عنوان مقاله [English]
Introduction: Quails are beneficial for their meat and eggs and have been the focus of poultry breeders in recent decades. Egg quality traits are usually divided into external (such as shell quality and egg weight) and internal (like yolk and albumen parameters) traits. Shell characteristics are important factors to determine egg quality. The breakage of quail eggs can be occurred in various processes such as collection, packaging, and transportation or in the setter and hatcher devices, and leads to serious economic problems for the breeders in the poultry industry. The size and weight of the quail egg are important factors in the marketability of this product. From an economic point of view, the yolk is the most valuable part of the egg. The yolk is a concentrated source of nutrients, as well as it has a significant effect on the weight of the chicken. The ratio of yolk to white in quail eggs has been reported to be 35 to 65, which is higher in comparison to laying hens. Egg quality can be affected by different factors such as genotype, breed, strain, age, management, nutrition, temperature, and illness. Although there have been many studies to determine the environmental factors on traits related to egg quality in quail, there are few studies to investigate the effect of genetic factors and different mating systems on the occurrence of these traits. Therefore, the present study was conducted to estimate genetic parameters of external and internal egg quality traits in wild and white strains of Japanese quails.
Materials and methods: A total number of 570 laying quails were obtained from pure and cross-mating groups of wild and white Japanese quails. The base population was divided into four mating groups including two pure and two crossed mating groups (group 1: wild male × wild female; group 2: white male × wild female; group 3: wild male × white female, and group 4: white male × white female). The studied traits included external (egg weight, length, and width, shell weight and thickness, and egg shape index) and internal (yolk weight, albumen weight, yolk index, albumen index, and internal egg quality unit) egg quality traits. The effects of hatch and mating groups on traits related to egg quality were investigated. The means of traits related to external and internal egg quality were compared using the Duncan test. (Co)Variance components and genetic parameters of traits related to external and internal quality traits were estimated by multiple trait animal models and restricted maximum likelihood using ASREML software.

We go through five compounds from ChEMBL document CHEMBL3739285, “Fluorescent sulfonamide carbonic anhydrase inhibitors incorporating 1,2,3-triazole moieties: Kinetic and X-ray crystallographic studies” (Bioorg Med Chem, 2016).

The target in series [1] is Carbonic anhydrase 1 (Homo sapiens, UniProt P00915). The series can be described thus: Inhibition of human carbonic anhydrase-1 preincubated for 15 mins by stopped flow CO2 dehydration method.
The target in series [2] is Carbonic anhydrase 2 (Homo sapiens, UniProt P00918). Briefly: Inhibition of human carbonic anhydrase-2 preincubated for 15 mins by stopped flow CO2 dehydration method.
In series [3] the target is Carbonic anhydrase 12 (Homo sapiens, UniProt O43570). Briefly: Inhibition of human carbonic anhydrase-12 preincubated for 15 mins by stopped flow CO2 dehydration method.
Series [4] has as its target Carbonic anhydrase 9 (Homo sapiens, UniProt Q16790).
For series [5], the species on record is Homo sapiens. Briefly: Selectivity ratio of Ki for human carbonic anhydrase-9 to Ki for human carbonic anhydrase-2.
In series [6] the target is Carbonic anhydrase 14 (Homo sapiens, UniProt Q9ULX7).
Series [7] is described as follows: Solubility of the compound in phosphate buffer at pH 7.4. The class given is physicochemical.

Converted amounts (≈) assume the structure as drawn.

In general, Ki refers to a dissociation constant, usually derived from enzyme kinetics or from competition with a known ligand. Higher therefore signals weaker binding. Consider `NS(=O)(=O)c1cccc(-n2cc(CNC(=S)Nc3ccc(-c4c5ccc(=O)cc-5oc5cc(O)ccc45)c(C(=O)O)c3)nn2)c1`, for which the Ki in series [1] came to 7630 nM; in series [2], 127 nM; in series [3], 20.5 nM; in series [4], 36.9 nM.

Results and discussion: The effect of the hatch on egg weight, shell weight, and albumen weight was significant (P<0.05) and the eggs from the second and third hatches showed higher egg weight, shell weight, and albumen weight in comparison to the first hatch (P<0.05). The difference between mating groups was not significant (P>0.05) except for albumen and egg weights. The laying quails from the pure white mating group showed lower albumen and egg weights (P<0.05). The heritability estimates for traits related to external egg quality varied from 0.16 (egg shape index) to 0.39 (egg weight). These estimates for traits related to internal egg quality ranged from 0.10 (internal quality unit) to 0.31 (yolk weight). Genetic correlations were estimated from -0.33 (between egg length and egg shape index) to 0.71 (between egg length and width) for traits related to external egg quality, and from -0.37 (between yolk weight and yolk index) to 0.71 (between albumen weight and albumen height) for traits related to internal egg quality, respectively. Phenotypic correlations varied from -0.32 (between egg length and egg shape index) to 0.61 (between egg length and width) for traits related to external egg quality, and from 0.11 (between yolk index and albumen height) to 0.59 (between the internal quality unit and albumen height) for traits related to internal egg quality, respectively.
Conclusions: Heritability estimates for traits related to egg quality were moderate which indicates the significant effect of additive genes on the occurrence of these traits. Positive genetic correlations between egg weight and traits related to external egg quality, as well as appropriate genetic correlations between traits related to internal egg quality showed that selection based on some egg traits like egg weight and internal egg unit can effectively lead to the improvement of other egg quality traits.